The Union comes first. As “a main Pillar” of independence, the “continuance of the Union” ought to be “a primary object of Patriotic desire.” Washington says that the nation “has a right to concentrate your affections. The name of American . . . must always exalt the just pride of Patriotism, more than any appellation derived from local discriminations.” The only two words in the Address to appear in all capital letters are “Union” and “American.” It becomes clear why the date line of the Farewell Address specified the location simply as “United States” rather than the usual Philadelphia or Mt. Vernon. Washington may be retiring to Mt. Vernon but he does so as an American not a Virginian.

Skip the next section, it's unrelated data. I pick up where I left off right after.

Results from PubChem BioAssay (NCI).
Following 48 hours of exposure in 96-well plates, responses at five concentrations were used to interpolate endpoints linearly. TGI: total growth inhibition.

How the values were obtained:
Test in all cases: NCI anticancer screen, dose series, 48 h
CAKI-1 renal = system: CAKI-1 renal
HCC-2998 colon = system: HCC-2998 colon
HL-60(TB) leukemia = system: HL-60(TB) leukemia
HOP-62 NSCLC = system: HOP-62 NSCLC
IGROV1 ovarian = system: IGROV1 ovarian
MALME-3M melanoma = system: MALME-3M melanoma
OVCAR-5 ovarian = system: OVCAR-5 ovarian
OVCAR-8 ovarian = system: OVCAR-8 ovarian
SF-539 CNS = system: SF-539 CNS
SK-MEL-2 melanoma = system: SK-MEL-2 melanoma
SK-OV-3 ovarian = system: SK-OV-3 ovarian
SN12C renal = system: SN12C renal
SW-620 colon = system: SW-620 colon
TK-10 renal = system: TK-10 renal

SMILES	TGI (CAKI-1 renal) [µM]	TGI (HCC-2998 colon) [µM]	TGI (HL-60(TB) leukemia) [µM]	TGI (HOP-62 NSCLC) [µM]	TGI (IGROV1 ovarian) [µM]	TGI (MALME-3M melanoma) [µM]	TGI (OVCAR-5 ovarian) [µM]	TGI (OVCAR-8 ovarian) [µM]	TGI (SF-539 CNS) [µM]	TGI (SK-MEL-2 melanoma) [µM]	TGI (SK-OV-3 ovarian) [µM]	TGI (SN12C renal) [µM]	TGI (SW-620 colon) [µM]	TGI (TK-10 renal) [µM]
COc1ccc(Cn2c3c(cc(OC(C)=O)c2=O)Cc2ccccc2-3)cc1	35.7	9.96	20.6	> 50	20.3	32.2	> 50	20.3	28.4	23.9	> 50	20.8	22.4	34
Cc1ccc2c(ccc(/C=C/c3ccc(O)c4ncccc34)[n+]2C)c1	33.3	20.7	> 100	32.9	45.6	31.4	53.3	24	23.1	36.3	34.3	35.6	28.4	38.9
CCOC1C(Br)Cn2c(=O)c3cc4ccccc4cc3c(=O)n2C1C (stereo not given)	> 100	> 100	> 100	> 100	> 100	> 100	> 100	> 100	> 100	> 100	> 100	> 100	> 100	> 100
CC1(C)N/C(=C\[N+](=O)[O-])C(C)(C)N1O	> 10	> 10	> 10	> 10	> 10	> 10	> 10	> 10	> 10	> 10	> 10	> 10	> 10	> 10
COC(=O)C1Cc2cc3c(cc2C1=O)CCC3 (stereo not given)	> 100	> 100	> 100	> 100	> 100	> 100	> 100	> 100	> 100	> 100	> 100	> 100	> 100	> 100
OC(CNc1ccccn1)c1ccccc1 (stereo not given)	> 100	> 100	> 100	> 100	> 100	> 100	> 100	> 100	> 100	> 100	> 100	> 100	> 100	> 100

For Washington, patriotism is a matter of “sympathy,” but not only sympathy. He supplements the cordial attachment of North and South, East and West, with “the most commanding motives,” namely those of immediate commercial interest. He shows how regional interdependence generates “an indissoluble community of interest asone Nation.” This appeal to Union, compounded of both sense and sensibility, culminates in Washington’s first warning against sectionalism and the “designing men” who would capitalize on geographic differences to divide and alienate affections rather than bridge them. Washington admits that political fraternity on such a large scale is an experiment, but as such, “’Tis well worth a fair and full experiment.” We are authorized to “distrust the patriotism” of the parochial naysayers.
George Washington's Pillars of Liberty